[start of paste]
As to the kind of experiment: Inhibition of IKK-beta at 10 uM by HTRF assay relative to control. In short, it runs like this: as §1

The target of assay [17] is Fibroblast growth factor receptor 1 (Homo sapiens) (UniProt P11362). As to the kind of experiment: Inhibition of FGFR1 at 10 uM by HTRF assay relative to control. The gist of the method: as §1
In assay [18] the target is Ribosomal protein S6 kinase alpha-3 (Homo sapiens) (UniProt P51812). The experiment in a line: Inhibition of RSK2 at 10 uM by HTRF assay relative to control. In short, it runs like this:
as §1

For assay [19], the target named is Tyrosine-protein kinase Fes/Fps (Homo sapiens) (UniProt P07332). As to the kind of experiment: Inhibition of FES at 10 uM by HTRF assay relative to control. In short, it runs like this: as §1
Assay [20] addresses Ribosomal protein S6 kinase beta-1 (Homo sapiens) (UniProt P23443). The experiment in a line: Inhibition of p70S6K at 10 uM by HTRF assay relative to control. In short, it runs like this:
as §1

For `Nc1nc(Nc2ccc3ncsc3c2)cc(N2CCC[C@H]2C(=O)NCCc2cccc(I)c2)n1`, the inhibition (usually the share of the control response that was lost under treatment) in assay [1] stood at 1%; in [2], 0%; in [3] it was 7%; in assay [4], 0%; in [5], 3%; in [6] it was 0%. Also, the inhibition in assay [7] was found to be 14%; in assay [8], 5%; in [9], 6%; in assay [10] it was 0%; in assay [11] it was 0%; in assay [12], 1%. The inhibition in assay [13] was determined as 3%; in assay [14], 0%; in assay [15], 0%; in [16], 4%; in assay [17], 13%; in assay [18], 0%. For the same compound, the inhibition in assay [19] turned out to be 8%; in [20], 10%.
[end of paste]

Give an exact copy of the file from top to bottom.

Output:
As to the kind of experiment: Inhibition of IKK-beta at 10 uM by HTRF assay relative to control. In short, it runs like this: as §1

The target of assay [17] is Fibroblast growth factor receptor 1 (Homo sapiens) (UniProt P11362). As to the kind of experiment: Inhibition of FGFR1 at 10 uM by HTRF assay relative to control. The gist of the method: as §1
In assay [18] the target is Ribosomal protein S6 kinase alpha-3 (Homo sapiens) (UniProt P51812). The experiment in a line: Inhibition of RSK2 at 10 uM by HTRF assay relative to control. In short, it runs like this:
as §1

For assay [19], the target named is Tyrosine-protein kinase Fes/Fps (Homo sapiens) (UniProt P07332). As to the kind of experiment: Inhibition of FES at 10 uM by HTRF assay relative to control. In short, it runs like this: as §1
Assay [20] addresses Ribosomal protein S6 kinase beta-1 (Homo sapiens) (UniProt P23443). The experiment in a line: Inhibition of p70S6K at 10 uM by HTRF assay relative to control. In short, it runs like this:
as §1

For `Nc1nc(Nc2ccc3ncsc3c2)cc(N2CCC[C@H]2C(=O)NCCc2cccc(I)c2)n1`, the inhibition (usually the share of the control response that was lost under treatment) in assay [1] stood at 1%; in [2], 0%; in [3] it was 7%; in assay [4], 0%; in [5], 3%; in [6] it was 0%. Also, the inhibition in assay [7] was found to be 14%; in assay [8], 5%; in [9], 6%; in assay [10] it was 0%; in assay [11] it was 0%; in assay [12], 1%. The inhibition in assay [13] was determined as 3%; in assay [14], 0%; in assay [15], 0%; in [16], 4%; in assay [17], 13%; in assay [18], 0%. For the same compound, the inhibition in assay [19] turned out to be 8%; in [20], 10%.